Yes if you put an extra washer under the right locknut to get this clearance, you will be better to re-centre the rim, particularly if you move one from the left side to the right side, and this will make the wheel more off-centre with respect to the hub when you're done. Not everyone would re-centre for a small change like this, but I would, and do, just because otherwise it's not as good as I can make it. If you can get by with only a 0.5 mm washer, so much the better. That might be all it takes. There will be a lot of trial and error, and much adjusting of cones on both sides. You will be taking the freewheel off to adjust the right axle stack, then putting it back on (just till it seats) to check clearance. Repeat until OK.

You say the chain only "sometimes" jams when shifting from smallest to next larger. What happens is that as the derailer first pushes inward to derail the chain, it (the chain) momentarily tilts outward on the cog tooth so the upper outer edge of the outer link plate is now sweeping out a space wider than the chain was when it was running on the smallest sprocket. The chain returns to vertical as it moves inward and gets out of the way. With the jam being a sometimes thing, you might be just a hair's-breadth short of adequate clearance -- enough to clear the inner link edges but not enough to clear all the outer link edges all the time. If the chain is by chance catching on the dropout itself, you can try filing a little relief just where that link plate edge goes by. It might take only a few file strokes. I have a bike with high dropouts where that worked. But alas in your situation I wouldn't file the stay itself, being thin. Is this a frame with vertical dropouts?

But the bottom line is, if you have 4 mm of axle showing now, you can probably fix the problem with 1 mm or less of movement, so you should be fine all around. The filing idea is just if you're that close to clear and have a nice thick dropout to file. Saves having to attack the axle stacks and re-centre the rim.

Last edited by conspiratemus1; 08-14-19 at 11:56 AM.
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Old 08-14-19, 11:50 AM
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Originally Posted by Velo Mule View Post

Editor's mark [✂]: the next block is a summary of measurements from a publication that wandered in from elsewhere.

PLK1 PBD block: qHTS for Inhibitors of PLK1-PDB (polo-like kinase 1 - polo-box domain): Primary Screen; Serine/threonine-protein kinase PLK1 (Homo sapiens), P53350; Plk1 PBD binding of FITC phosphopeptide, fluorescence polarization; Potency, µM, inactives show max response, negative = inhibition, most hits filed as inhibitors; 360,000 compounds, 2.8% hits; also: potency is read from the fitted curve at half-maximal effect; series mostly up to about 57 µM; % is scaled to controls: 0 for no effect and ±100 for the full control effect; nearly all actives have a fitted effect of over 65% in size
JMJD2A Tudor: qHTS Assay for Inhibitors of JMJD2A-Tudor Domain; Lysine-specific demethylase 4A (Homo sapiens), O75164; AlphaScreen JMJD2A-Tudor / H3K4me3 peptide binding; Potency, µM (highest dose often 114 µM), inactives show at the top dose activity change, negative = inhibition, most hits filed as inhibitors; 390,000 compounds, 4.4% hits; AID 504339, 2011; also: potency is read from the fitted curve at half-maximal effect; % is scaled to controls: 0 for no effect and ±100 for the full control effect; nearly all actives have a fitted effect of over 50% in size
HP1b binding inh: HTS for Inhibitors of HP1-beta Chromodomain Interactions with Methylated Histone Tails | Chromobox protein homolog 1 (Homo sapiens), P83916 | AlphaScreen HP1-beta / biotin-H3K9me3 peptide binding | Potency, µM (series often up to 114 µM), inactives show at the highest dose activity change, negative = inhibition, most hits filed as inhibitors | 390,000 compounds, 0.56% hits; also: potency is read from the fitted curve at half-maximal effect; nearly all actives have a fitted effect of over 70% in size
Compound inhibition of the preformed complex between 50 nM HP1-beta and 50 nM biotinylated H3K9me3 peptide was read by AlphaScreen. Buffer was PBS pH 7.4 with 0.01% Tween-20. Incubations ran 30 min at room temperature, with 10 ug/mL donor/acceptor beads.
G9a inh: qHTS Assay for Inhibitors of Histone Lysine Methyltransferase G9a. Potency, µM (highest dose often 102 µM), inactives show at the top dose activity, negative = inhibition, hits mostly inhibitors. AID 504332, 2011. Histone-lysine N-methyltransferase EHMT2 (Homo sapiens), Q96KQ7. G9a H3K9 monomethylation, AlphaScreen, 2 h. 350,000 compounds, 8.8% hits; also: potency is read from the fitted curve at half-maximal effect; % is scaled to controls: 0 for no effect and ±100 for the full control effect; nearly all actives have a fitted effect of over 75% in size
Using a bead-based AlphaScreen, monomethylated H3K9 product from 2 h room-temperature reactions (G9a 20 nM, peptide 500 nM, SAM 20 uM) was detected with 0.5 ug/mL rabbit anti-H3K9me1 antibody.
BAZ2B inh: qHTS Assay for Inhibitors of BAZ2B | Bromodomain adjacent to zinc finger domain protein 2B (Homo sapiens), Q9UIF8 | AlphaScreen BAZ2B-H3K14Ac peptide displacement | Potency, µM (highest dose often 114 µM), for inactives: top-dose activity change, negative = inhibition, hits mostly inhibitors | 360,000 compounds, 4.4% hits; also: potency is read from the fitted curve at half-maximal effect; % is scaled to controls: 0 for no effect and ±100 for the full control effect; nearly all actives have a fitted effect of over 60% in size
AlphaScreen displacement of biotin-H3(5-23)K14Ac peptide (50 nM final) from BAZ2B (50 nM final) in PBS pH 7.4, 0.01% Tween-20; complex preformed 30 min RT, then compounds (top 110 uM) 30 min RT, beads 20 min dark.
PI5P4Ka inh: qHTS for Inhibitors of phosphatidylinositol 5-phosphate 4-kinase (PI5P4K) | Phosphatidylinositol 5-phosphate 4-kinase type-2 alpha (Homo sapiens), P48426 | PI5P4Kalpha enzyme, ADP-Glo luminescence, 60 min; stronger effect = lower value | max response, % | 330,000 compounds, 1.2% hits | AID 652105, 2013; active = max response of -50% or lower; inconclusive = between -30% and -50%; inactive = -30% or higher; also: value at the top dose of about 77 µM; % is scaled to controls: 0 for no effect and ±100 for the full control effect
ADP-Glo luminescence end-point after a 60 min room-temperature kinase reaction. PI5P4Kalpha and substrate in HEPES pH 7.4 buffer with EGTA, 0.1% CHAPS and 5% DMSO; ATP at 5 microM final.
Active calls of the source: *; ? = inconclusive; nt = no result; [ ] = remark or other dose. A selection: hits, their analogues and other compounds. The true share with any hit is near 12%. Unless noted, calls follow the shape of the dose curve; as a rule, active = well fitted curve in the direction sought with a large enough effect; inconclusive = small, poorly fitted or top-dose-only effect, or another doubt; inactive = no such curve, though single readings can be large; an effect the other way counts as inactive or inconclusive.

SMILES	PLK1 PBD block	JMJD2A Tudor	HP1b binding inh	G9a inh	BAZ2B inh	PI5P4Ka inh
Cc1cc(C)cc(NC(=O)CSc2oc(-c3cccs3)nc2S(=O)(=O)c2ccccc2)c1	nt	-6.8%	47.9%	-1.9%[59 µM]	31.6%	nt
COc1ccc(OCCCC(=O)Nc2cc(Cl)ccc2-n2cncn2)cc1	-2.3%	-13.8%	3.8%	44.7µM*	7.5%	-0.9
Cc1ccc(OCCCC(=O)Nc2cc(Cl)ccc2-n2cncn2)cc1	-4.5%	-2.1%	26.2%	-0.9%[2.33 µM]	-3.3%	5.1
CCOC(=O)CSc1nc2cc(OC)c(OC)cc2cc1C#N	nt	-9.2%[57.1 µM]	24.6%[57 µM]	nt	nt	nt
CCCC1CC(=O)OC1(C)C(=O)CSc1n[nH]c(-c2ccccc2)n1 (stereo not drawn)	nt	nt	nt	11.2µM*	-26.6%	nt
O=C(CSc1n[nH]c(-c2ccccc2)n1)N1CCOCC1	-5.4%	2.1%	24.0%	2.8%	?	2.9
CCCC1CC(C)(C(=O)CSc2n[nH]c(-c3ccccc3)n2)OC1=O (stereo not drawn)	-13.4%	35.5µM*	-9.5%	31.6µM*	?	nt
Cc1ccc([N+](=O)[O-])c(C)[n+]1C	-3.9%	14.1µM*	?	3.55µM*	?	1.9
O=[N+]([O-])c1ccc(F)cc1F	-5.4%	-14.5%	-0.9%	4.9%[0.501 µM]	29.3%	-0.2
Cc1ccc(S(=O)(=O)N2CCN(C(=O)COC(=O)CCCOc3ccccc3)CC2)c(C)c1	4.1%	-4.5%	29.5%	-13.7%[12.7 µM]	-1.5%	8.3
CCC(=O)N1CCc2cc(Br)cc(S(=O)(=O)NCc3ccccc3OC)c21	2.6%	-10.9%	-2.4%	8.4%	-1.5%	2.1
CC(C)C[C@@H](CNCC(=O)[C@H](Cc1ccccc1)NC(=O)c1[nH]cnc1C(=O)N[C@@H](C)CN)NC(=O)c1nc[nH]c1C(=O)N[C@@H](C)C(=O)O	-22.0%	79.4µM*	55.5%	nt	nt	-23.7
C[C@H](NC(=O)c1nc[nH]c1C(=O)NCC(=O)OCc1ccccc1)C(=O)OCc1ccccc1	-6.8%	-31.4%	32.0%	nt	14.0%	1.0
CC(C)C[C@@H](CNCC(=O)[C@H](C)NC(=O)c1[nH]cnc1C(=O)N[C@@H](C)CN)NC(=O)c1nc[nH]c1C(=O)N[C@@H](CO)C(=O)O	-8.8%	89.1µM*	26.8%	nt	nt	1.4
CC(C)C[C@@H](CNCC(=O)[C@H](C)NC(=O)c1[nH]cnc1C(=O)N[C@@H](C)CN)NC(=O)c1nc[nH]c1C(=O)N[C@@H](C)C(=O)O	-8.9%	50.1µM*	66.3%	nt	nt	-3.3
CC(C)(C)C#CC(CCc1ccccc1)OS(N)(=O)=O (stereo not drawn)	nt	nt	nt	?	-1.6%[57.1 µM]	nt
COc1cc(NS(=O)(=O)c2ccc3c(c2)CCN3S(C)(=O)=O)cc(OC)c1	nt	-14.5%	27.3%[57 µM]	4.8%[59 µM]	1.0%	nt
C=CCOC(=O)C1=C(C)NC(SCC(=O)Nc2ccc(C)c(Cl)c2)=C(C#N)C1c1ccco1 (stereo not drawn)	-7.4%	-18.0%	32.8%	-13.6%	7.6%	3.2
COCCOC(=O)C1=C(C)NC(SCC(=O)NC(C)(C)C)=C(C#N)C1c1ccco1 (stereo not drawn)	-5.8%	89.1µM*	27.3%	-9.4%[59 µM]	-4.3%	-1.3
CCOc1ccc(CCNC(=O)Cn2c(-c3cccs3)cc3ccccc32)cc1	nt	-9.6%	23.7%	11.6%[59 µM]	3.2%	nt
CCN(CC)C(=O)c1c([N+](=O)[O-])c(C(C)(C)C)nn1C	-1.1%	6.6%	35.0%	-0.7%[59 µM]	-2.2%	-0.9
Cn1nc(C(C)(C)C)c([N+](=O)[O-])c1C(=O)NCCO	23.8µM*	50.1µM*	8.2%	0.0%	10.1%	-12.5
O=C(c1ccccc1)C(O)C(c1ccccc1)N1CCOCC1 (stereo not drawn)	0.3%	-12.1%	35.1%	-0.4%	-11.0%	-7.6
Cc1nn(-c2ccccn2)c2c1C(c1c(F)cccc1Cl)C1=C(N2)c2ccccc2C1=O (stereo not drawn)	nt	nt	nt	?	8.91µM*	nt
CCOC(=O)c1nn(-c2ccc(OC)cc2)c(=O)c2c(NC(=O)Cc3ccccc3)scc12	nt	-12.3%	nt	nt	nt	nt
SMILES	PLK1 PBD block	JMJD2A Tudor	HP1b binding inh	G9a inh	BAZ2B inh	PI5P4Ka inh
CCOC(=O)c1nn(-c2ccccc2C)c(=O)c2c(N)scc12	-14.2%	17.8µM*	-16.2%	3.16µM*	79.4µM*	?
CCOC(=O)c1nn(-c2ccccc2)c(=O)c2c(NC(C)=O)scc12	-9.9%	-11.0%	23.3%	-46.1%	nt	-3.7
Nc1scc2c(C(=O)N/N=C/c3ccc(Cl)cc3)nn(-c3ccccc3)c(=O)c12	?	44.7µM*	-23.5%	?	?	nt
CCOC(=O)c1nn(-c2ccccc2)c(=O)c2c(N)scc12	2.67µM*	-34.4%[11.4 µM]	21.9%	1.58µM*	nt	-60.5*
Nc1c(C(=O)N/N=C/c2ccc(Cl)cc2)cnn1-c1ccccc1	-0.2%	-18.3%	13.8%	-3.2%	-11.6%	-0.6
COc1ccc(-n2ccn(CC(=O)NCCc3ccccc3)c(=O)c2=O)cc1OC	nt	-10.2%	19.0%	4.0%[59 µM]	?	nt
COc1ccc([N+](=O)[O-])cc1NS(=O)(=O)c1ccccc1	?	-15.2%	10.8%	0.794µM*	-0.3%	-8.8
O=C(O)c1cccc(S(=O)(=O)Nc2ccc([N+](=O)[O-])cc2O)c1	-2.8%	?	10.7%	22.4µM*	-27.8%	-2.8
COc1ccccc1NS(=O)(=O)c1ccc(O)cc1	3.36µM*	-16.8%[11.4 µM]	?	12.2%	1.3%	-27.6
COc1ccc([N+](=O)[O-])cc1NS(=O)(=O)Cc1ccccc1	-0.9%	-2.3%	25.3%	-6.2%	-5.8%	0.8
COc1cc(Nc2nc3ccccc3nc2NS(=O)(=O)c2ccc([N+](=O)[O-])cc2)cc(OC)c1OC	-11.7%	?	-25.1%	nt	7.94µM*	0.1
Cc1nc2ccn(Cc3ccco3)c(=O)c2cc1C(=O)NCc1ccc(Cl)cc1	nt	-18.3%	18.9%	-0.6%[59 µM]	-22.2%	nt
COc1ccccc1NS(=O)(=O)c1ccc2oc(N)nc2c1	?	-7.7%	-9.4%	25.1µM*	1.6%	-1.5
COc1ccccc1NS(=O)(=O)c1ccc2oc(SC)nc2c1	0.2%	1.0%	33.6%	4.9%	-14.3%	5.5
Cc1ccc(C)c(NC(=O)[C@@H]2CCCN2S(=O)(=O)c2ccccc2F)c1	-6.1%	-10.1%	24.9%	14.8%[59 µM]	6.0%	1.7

Not much. According to Sheldon, he rode a bike that had no axle stick-out. It relied on the pressure of the quick release skewer to hold the axle and hub in place. If I remember correctly, he did this on a single speed in order to get the chain tension correct. So, if you got just 1mm of stick out, that should be enough to engage in the drop out to keep the axle in the right position until you clamped it with the quick release skewer.

Make sure that QR skewer is German torque, "Good-n-tight".
Yeah, I've done that too! I just didn't have the appropriate length axle but I needed to ride!! Everything was fine. For this, I recommend an internal cam quick release, like Shimano, Maillard, Sansin, Suntour, or old Campy, for achieving proper guten-tight spec.

If you think about it, any bike with horizontal dropouts is effectively relying on the quick release to keep the rear wheel from slipping forward under chain tension. There's no metal in front of the axle to stop it, so what difference does it make if it is there! That's the reason occasionally you'll hear of people having problems with external cam quick releases having their wheel slip forward in horizontal dropouts. Not capable of getting tight enough!
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Old 08-14-19, 01:35 PM
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For a 6-speed freewheel, I donít see why you would need to go wider than 126.
First, are you certain there isnít a spacer under the freewheel? Assuming there is not, I would go ahead and move a small spacer from the NDS to the DS, and re-dish as necessary, which should be little.